VIA: Savannah Morning News
A 3rd Infantry Division soldier stationed in Savannah who failed to deploy for a year to Afghanistan because she couldn’t find someone to care for her infant son has been charged with four violations of the Uniform Code of Military Justice.
Spc. Alexis Hutchinson, 21, from Oakland, Calif., had charges – including missing movement, absence without leave, dereliction of duty and insubordinate conduct toward a noncommissioned officer – leveled against her Tuesday afternoon.
The charges stem from Nov. 5, when she refused to board a plane with the rest of the 3rd Combat Aviation Brigade, claiming plans for her mother to care for her then 11-month-old son, Kamani, fell through. The soldier now faces a possible court-martial and dishonorable discharge.
A military preliminary hearing date has not been set, according to Kevin Larson, chief of public communication for Fort Stewart and Hunter Army Airfield.
“In cases where soldiers are being held in confinement, the military has 140 days for them to be arraigned, at which point, they would enter a plea,” Larson said Wednesday. “I am not sure how it will work in this situation or what kind of timeline.”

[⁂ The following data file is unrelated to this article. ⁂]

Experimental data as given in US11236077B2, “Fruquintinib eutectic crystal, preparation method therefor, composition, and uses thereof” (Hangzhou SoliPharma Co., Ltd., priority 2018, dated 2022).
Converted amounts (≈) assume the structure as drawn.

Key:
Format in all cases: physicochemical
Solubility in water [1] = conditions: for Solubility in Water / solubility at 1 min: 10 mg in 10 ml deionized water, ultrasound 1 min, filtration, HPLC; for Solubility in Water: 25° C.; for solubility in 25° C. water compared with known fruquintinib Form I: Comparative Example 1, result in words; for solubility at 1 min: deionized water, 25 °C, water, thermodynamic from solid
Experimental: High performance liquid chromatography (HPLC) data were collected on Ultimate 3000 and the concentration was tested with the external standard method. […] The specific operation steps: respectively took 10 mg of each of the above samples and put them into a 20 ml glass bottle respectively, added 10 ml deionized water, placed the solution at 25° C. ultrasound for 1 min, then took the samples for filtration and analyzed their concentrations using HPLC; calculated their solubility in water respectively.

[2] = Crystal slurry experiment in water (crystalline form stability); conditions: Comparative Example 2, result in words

Larson said that military officials also must determine what kind of court-martial Hutchinson would face, which in turn would determine the types of penalties she might face if found guilty of the charges.
Until then, he said, Hutchinson will continue to come and go from Hunter Army Airfield, where the Army cook has been reporting for duty since missing her unit’s flight.
“It should be noted that leadership has offered alternatives for her child’s care. … These are viable solutions so she can complete her duty,” Larson said. “But she hasn’t taken up any of those offers.”
In November, Hutchinson’s attorney, Rai Sue Sussman, argued the Army is being unreasonable in asking the single mother to go to war without suitable arrangements for her son.
Sussman said, initially, Hutchinson’s family plan included her mother keeping Kamani. But the California-based grandmother, who also is caring for several ailing relatives in addition to running her own day care, quickly realized she wouldn’t be able to care for her grandson.
The infant returned to Georgia, but was collected by his grandmother a few days later after his soldier-mother was held in confinement at Hunter airfield for missing movement.
He remained with his grandmother until Hutchinson was permitted a two-week visit during the Christmas holidays and to celebrate his first birthday. It has been reported Kamani returned to Georgia with Hutchinson, but several attempts to contact Sussman for confirmation were unsuccessful.
The Army requires single soldiers to develop family care plans before departing for war zones.
According to the Department of Defense, there are more than 70,500 active duty, single parents in the U.S. military – which represents almost 5 percent of all service members. It is estimated almost 30,000 single mothers have deployed since March 2009.